Monday, July 2, 2012

Plant propagation

I cannot believe it is July 2nd already! I said that on June 1st too, time seems to be going at warp speed which I've been told is a sign of aging. Oh well, I'm going to choose to believe I am like a very fine wine that just keeps getting better but I do feel like I need to catch up with myself because this year will be gone before I know it if I don't get in gear.

Last year we acquired a minimal nursery license that will allow us to sell up to $1000 in plants each year and while I don't think I will sell that many plants, I do want to start propagating and selling plants from Gidget's Garden. I refuse to let the fact that I have no idea what I'm doing slow me down in any way and so far that plan seems to be working. I've successfully propagated lots of basil and some scented geraniums but those are easy. 

This weekend I decided to try something slightly more difficult. Lavender still falls in the easy category but it's not as simple as just putting a cutting in well drained soil or rooting in water like some other plants are. Everything I read about it indicated that a rooting hormone would be required to have success. I also read that well draining soil is essential which I have already learned from previous attempts to propagate plants. Some suggestions were to use straight perlite until your cutting develops roots but perlite can be expensive so I chose to mix perlite with cactus mix which also drains very well. A heavy soil may cause your cutting to rot rather than root.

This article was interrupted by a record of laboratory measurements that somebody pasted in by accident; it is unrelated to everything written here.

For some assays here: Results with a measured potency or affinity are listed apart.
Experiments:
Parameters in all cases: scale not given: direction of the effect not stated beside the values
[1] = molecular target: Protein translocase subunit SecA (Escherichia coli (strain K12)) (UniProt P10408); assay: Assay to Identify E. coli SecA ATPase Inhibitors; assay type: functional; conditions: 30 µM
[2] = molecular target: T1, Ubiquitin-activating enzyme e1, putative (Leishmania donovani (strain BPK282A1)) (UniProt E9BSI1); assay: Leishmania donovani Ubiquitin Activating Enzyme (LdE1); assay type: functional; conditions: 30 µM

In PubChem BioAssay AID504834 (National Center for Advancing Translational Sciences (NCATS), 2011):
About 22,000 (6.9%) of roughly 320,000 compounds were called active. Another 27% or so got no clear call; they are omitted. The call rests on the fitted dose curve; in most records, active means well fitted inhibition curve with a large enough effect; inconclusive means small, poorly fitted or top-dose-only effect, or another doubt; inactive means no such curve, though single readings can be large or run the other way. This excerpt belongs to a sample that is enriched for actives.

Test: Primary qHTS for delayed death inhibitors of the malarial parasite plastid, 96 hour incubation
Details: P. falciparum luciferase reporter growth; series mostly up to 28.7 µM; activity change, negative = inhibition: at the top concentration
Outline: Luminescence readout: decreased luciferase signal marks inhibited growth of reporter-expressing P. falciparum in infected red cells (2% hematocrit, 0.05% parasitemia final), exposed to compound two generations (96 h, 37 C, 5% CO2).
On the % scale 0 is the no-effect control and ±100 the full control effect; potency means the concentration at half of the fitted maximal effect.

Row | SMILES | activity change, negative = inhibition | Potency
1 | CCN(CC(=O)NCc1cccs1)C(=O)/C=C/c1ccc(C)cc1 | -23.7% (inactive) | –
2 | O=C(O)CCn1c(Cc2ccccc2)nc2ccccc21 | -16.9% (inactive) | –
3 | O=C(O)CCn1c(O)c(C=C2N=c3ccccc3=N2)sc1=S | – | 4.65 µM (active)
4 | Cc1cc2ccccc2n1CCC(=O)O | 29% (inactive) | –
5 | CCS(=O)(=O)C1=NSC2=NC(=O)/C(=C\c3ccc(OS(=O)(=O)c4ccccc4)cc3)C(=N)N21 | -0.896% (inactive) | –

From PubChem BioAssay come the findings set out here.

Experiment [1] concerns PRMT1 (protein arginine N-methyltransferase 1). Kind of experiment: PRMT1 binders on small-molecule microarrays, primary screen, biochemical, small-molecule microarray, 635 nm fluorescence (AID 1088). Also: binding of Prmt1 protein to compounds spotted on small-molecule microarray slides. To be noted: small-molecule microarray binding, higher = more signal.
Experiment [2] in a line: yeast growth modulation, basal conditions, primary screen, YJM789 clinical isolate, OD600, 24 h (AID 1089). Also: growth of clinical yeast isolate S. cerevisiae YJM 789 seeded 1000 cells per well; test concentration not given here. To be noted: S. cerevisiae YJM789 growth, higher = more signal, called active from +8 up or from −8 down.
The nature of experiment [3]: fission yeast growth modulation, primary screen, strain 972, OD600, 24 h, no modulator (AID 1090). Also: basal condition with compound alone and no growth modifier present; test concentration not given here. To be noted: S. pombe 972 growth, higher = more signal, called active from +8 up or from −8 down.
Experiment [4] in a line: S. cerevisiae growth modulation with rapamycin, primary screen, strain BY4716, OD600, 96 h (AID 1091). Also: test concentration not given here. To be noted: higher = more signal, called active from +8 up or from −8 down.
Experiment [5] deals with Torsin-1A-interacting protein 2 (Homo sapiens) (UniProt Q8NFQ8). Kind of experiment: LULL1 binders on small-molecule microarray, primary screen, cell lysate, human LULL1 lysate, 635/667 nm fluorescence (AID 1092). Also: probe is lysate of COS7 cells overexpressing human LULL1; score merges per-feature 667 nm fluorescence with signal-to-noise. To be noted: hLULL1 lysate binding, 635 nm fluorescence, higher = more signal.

Here's the Cactus mix and perlite I used. 

And the container I used to mix the two.

This is a rooting hormone powder
I hacked the heck out of the huge lavender plant that is taking over the front yard and the next morning I started cleaning up the pieces and choosing the right ones to try and plant. I took pieces that were about 3-6 inches long and cleaned off the lower few leaves leaving a stem that I could dip in rooting hormone and then plant in my soil mix. The nodes where the leaves were should create roots if all goes well. I tried a mix of woody pieces and more tender ones because I got mixed reviews about which would work best. 

Some of the lavender hopefuls. 
We have lots of lemon rose geranium ready to sell.

We also have some variegated geraniums and succulent cuttings that we hope will be ready to go soon.

Basil is easy to propagate by placing cuttings in water and planting them in good soil after roots develop.

Gidget wonders if it's possible to propagate more birds. 

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